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Ronald Bown on Chilean Fruits' Market Development in China

May 23, 2017

Mr Ronald Bown interviewed by Produce Report

The Chile-China Agribusiness Opportunities Forum took place on May 13, immediately prior to the opening of the Belt and Road Forum for International Cooperation in Beijing on May 14. This trade oriented event was organized by the Chilean Embassy in China, ProChile, InvestChile, China-Chile Business Council, China Association for International Economic Cooperation, and China Council for International Investment Promotion. Support was provided by a consortium of Chilean and Chinese trade associations including Chilean Fruit Exporters Association (ASOEX), Federation of Fruit Grower of Chile (Fedefruta), and China Chamber of Commerce of Foodstuff and Native Products (CFNA) etc.

Presentations during the Forum focused on the 3 major topics namely, Chile-China agricultural business opportunities, China’s agriculture investment opportunities for Chinese companies, and Chile-China agricultural innovations. Since China and Chile signed a bilateral free trade agreement in 2005, trade between the two countries have been growing very respectively. China is now Chile’s number one trade partner and the biggest export market for Chile. China is also the second largest source of imported merchandise for Chile.

Chile has recently surpassed the US and Thailand as the largest supplier of fresh fruits, in value terms, to China (just shy of USD1.2 billion, Produce Report, February 21, 2017). Taking advantage of the event, Produce Report interviewed Mr. Ronald Bown, Chairman of ASOEX on the recent developments and outlook of Chilean fruit’s business with China.

Mr Bown attributed the success of Chile’s fruit industry in developing the China market to its ability to take on a market driven approach to study what the market would need in the future and adopt consistent efforts to improve the results continuously. This approach is actually an extension of what has been applied in the US and Europe, spanning over the last 30 years. Using cherry as an example, Chile started to invest in market development activities in China 10 years ago. Such efforts started to bear fruit 5 years later. However, Chile has not slowed down its efforts. In 2016, it spent US$5 million promotion dollars on cherry alone.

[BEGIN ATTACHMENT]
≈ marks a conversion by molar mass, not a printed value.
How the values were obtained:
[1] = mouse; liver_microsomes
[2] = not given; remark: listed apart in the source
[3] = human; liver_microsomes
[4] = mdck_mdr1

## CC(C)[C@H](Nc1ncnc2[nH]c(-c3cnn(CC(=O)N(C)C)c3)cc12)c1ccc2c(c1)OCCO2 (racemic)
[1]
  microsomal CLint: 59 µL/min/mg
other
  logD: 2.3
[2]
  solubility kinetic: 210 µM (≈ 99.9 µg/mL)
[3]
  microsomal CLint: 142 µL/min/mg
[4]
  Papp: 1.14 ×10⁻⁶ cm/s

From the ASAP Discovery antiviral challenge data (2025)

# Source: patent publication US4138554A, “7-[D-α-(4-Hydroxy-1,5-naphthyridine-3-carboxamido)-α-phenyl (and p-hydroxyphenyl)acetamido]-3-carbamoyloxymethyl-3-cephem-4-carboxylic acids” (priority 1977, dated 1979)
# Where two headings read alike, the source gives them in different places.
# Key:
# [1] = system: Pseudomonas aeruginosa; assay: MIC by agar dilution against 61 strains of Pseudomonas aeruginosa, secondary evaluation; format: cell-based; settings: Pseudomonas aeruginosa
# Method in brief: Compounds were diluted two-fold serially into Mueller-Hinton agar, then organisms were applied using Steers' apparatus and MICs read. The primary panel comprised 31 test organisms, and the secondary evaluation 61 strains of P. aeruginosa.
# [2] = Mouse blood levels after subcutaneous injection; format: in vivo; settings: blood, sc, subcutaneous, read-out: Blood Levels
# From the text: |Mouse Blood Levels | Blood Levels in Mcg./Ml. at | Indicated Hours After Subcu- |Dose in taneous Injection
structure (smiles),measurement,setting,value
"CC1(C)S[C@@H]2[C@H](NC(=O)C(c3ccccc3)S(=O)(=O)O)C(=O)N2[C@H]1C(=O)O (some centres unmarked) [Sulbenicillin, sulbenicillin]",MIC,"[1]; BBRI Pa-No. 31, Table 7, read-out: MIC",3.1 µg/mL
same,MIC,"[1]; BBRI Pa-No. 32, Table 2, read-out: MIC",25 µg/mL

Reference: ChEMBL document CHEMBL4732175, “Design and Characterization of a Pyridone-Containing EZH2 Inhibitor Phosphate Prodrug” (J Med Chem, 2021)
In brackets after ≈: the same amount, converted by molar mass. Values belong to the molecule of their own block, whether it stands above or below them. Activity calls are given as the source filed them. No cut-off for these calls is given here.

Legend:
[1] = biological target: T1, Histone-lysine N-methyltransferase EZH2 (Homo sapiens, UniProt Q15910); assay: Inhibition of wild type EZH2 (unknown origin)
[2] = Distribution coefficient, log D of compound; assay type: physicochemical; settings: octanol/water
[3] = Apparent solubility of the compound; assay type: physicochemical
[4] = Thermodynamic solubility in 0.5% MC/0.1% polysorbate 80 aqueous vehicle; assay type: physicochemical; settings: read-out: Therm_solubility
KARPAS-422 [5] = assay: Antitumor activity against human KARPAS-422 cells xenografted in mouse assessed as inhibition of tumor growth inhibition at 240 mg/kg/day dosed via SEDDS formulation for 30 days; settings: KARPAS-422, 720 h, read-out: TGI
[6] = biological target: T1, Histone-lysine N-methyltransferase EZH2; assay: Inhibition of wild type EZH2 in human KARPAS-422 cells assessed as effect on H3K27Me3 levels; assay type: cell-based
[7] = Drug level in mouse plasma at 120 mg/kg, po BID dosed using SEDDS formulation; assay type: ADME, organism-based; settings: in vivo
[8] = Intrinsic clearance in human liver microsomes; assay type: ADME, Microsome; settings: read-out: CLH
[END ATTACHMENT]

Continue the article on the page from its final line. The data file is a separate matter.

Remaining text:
Although the China market already accounts for more than 80% of Chile’s total production of cherry, Mr. Bown said that more promotion for the fruit in China would continue. There was no immediate concern that demand might exceed supply as cherry’s total growing area would continue to expand.

When asked if there were any product facing supply crunch, Mr. Bown said that blueberry has recently experienced tight supply situation as harvest was negatively affected firstly by the big freeze and then rain in 2016. However, the volumes of nectarines and avocados exported to China would be expected to increase this year, making up partly the deficit suffered by blueberry. Mr. Bown said that the biggest challenge facing export of Chilean fruits to China is climatic issue rather than competition.

China has given more countries and products the permission to import in recent years. This means there would be more competition. However, Mr. Bown did not believe this to be an issue. “Competition is good. I like competition,” said he. He went on to explain that when there were more parties promoting the same fruit, the impact of their combined efforts would be bigger. “sometimes increase in competition may cause price to come down a bit but volume would expand,” Mr. Bown added.

Looking ahead, Mr. Bown said that Chile has been working on seeking Chinese market access for other fruits but the total process would take a few years to complete. Pear would be coming in 2 years and citrus in 4 years. He said that Chile growers and exporters were always seeking to innovate such as enhancing the efficiency of using water resources, training workers for raising productivity, and developing new varieties. A new variety of raspberry has already been marketed in Europe and Chinese consumers may look forward to seeing this fruit available in the market in future.


Photo source: MZMC

Mr Ronald Bown interviewed by Produce Report

Michelle Bachelet, President of Chile, speaking at the Chile-China Agribusiness Opportunities Forum


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